A few of the points that Sarah makes — including “They’re Plugged In,” “Socializing Rules” and “Work Tools Need to Mirror Web Tools” — are the same conclusions that a colleague of mine and I came to while putting together a research report for Don Tapscott’s New Paradigm Group (now part of nGenera), which will be published soon. We looked at the ways in which companies can use social-networking tools to help their employees get more engaged and collaborate with each other more easily, and how that can benefit both the company and the employee.
Many of the companies we looked at as part of our research, including large companies such as Johnson & Johnson (which happens to have a thriving internal wiki), said the same kinds of things that Sarah is writing about: that their younger employees don’t just want social-networking style tools such as instant messaging, Facebook, wikis, blogs and so on — they expect them. In some ways, being connected and sharing links and thoughts and feedback is like oxygen. It’s just part of the environment. And a company that doesn’t have or encourage those tools will be like a company that doesn’t have telephones, or bathrooms. How’s that for Kool-Aid?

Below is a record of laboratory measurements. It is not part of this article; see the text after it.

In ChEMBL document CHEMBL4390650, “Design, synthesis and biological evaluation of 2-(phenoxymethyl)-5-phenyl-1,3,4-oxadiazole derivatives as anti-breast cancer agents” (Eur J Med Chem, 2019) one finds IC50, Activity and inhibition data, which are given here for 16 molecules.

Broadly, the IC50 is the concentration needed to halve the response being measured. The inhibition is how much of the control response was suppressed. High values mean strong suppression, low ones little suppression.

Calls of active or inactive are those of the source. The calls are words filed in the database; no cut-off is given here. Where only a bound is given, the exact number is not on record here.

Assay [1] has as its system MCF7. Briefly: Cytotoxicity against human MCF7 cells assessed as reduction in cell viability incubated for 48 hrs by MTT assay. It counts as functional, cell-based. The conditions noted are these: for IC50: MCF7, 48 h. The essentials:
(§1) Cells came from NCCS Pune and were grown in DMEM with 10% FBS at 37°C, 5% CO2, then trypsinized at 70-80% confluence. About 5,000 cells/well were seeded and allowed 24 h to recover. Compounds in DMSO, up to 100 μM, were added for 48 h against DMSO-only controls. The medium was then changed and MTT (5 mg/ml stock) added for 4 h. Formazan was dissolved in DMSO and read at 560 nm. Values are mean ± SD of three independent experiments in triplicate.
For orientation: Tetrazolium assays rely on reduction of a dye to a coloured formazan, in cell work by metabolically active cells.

At the end of Sarah’s piece, I was pleased to see a presentation called The Gen-Y Guide to Web 2.0 Work by Sacha Chua, who now works at IBM, but has been part of the Toronto DemoCamp and TorCamp scene — as well as helping out at past mesh conferences — for some time now, and is irrepressibly optimistic and engaged. I’ve embedded the presentation here as well. Some excellent advice.